The New Collective

It  is by going down into the abyss that we recover the treasures of life. Where you stumble, there lies your treasure ~ Joseph Campbell

For where your treasure is, there your heart will be also. ~ Luke 12:34


The Dragon’s Healing Breastplate

Mixed Media Fiber Art

by Lynda McKinney Lambert, 2013.


The Dragon’s Healing Breastplate 

is on display currently in The New Collective exhibition at Pittsburgh Center for the Arts, Pittsburgh, PA  through January 19th, 2013.

      It has the appearance of a necklace that could be worn. It is a clever deception.

     This encrusted bead work “show-stopper” is what I label “Unwearable Art,” and it holds a special place in my own personal life journey. In my academic lectures and research articles, I have always had a keen interest in studies of ancient and medieval mythology and imagery.  The many parallels I have discovered between contemporary culture and the historic stories have led me to devote many years of my life to these revelations.

     While on a trip to New York City in August 2007, I purchased the beads and central dragon image that I would use in a new project.  What I did not know on that sunny August afternoon  was that I would not be physically able to bring it to completion as I had planned that day.

     This work marks the end of the first part of my sighted life and the beginning of the second part. my life without sight.  Just after I started work on it, I suddenly lost most of my eyesight. With only one fourth of the piece completed, it came to a screeching stop. I could no longer see the piece at all and had no way of ever knowing I would be able to once again do this kind of intricate bead working.  I plunged into despair at times, yet always kept this dragon piece at the back of my mind. I longed to be able to create work like this again.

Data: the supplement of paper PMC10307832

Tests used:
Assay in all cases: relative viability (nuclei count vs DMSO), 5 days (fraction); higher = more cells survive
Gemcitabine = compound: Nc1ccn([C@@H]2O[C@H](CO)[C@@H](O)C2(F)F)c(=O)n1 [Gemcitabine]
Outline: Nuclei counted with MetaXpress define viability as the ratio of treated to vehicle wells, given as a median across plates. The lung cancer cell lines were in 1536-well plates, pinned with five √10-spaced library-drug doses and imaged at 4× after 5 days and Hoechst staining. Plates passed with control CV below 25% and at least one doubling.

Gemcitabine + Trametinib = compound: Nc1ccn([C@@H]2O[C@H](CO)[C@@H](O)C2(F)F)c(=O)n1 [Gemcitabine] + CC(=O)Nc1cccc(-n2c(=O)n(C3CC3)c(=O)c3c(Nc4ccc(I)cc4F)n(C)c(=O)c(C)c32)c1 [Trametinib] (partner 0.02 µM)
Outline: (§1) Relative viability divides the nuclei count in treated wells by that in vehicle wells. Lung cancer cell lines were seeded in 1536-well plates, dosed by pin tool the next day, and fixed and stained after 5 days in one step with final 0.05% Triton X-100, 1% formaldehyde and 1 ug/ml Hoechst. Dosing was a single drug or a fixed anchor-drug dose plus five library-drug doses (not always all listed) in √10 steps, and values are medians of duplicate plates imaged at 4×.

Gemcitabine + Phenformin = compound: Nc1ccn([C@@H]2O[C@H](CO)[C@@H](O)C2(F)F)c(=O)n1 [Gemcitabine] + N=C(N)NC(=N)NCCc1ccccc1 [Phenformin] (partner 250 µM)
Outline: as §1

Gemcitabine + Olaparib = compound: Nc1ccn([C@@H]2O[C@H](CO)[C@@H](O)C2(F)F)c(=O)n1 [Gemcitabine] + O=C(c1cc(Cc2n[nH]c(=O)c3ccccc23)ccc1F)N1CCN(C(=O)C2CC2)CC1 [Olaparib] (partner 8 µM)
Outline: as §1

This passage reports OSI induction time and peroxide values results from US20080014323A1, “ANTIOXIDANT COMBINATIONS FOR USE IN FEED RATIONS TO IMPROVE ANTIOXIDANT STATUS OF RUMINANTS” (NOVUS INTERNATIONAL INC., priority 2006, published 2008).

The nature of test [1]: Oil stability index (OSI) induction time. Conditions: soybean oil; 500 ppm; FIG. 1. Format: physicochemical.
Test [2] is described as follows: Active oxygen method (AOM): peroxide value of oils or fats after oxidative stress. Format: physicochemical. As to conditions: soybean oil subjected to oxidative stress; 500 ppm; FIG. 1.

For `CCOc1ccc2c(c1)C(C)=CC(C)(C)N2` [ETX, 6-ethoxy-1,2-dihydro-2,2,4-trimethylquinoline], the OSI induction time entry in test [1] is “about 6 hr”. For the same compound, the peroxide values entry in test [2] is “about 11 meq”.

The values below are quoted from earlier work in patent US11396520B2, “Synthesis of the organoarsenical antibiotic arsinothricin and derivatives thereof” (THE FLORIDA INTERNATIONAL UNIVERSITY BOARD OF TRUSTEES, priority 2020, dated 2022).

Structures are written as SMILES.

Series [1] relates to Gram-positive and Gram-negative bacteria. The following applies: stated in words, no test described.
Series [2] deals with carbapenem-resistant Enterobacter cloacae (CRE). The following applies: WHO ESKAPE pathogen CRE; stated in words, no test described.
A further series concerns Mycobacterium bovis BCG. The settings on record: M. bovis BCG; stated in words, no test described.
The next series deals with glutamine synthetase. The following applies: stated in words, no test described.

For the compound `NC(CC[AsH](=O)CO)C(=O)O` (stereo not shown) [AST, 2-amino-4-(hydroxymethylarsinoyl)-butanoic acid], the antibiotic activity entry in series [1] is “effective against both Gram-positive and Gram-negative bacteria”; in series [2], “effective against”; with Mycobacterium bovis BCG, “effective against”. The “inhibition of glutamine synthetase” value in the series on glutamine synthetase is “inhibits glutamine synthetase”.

After five years of blind rehabilitation, I returned to this work to pick up where I had left off.  I can tell you, it was not an easy task. I had many failures, messes, and mistakes before I finally reached the place in my mind where I had the confidence to be able to work again on this piece.  Just as the Dragon image in ancient Eastern Culture is one of healing and protection, this particular Dragon became a healing symbol, or, a trophy, to me.  The Dragon signaled that I had won the battle and beat the doubts.  I rejoiced in the victory of my own return to wholeness. The Dragon image became symbolic of my own creative journey and healing. It gave me understanding that I share healing through my artworks.

     “What do I see when I look at this artwork?” I have asked myself.

     I realize it’s an inner landscape; it shows the terrain of my own inner struggles and victory over a disability.  Inside this complex labyrinth, I can visualize how my own creative path required new eyes.  Some days, I move forward with a lump of wet clay in my hands; other days, I hold tight to a slender needle with thread in my hand.  Willfully, I walk into the mists of the unclear, uncharted present.

Here is where my eyes see glory!


May we keep on creating MAGIC and sharing  with the world.

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